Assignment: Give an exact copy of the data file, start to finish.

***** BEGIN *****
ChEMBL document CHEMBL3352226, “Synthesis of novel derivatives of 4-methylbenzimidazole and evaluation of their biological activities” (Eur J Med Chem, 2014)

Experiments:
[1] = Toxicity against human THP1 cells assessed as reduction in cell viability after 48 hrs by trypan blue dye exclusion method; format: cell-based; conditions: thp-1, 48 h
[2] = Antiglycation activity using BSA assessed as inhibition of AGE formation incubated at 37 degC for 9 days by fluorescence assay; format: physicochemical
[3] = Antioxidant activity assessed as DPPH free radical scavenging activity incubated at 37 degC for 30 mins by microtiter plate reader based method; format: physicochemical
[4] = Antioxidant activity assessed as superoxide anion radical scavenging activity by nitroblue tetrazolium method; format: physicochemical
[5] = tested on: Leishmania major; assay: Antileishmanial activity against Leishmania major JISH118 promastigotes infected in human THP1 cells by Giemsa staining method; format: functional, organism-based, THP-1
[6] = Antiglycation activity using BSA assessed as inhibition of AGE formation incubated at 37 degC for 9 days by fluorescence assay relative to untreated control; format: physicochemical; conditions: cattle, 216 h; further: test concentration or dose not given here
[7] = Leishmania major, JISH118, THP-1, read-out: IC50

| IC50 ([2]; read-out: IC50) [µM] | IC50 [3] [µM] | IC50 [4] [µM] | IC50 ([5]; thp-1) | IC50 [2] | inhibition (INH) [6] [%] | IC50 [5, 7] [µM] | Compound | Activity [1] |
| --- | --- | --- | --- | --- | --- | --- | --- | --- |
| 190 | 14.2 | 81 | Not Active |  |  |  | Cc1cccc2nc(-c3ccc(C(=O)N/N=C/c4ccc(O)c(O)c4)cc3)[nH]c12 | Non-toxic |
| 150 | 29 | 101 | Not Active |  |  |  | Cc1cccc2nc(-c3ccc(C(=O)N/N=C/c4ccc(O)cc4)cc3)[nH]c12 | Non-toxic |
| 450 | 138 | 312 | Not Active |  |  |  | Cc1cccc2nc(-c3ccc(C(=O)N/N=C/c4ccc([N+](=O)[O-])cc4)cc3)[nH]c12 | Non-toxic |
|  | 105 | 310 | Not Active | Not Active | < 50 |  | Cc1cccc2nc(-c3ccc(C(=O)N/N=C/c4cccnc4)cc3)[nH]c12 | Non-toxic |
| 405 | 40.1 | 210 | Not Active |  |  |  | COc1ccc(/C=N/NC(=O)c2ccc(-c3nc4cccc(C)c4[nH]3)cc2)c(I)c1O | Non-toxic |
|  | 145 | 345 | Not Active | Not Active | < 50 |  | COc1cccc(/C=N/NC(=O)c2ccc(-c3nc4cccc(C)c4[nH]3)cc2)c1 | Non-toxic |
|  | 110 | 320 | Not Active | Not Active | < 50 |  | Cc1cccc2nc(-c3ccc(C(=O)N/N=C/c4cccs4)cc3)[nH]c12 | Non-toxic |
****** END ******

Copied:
ChEMBL document CHEMBL3352226, “Synthesis of novel derivatives of 4-methylbenzimidazole and evaluation of their biological activities” (Eur J Med Chem, 2014)

Experiments:
[1] = Toxicity against human THP1 cells assessed as reduction in cell viability after 48 hrs by trypan blue dye exclusion method; format: cell-based; conditions: thp-1, 48 h
[2] = Antiglycation activity using BSA assessed as inhibition of AGE formation incubated at 37 degC for 9 days by fluorescence assay; format: physicochemical
[3] = Antioxidant activity assessed as DPPH free radical scavenging activity incubated at 37 degC for 30 mins by microtiter plate reader based method; format: physicochemical
[4] = Antioxidant activity assessed as superoxide anion radical scavenging activity by nitroblue tetrazolium method; format: physicochemical
[5] = tested on: Leishmania major; assay: Antileishmanial activity against Leishmania major JISH118 promastigotes infected in human THP1 cells by Giemsa staining method; format: functional, organism-based, THP-1
[6] = Antiglycation activity using BSA assessed as inhibition of AGE formation incubated at 37 degC for 9 days by fluorescence assay relative to untreated control; format: physicochemical; conditions: cattle, 216 h; further: test concentration or dose not given here
[7] = Leishmania major, JISH118, THP-1, read-out: IC50

| IC50 ([2]; read-out: IC50) [µM] | IC50 [3] [µM] | IC50 [4] [µM] | IC50 ([5]; thp-1) | IC50 [2] | inhibition (INH) [6] [%] | IC50 [5, 7] [µM] | Compound | Activity [1] |
| --- | --- | --- | --- | --- | --- | --- | --- | --- |
| 190 | 14.2 | 81 | Not Active |  |  |  | Cc1cccc2nc(-c3ccc(C(=O)N/N=C/c4ccc(O)c(O)c4)cc3)[nH]c12 | Non-toxic |
| 150 | 29 | 101 | Not Active |  |  |  | Cc1cccc2nc(-c3ccc(C(=O)N/N=C/c4ccc(O)cc4)cc3)[nH]c12 | Non-toxic |
| 450 | 138 | 312 | Not Active |  |  |  | Cc1cccc2nc(-c3ccc(C(=O)N/N=C/c4ccc([N+](=O)[O-])cc4)cc3)[nH]c12 | Non-toxic |
|  | 105 | 310 | Not Active | Not Active | < 50 |  | Cc1cccc2nc(-c3ccc(C(=O)N/N=C/c4cccnc4)cc3)[nH]c12 | Non-toxic |
| 405 | 40.1 | 210 | Not Active |  |  |  | COc1ccc(/C=N/NC(=O)c2ccc(-c3nc4cccc(C)c4[nH]3)cc2)c(I)c1O | Non-toxic |
|  | 145 | 345 | Not Active | Not Active | < 50 |  | COc1cccc(/C=N/NC(=O)c2ccc(-c3nc4cccc(C)c4[nH]3)cc2)c1 | Non-toxic |
|  | 110 | 320 | Not Active | Not Active | < 50 |  | Cc1cccc2nc(-c3ccc(C(=O)N/N=C/c4cccs4)cc3)[nH]c12 | Non-toxic |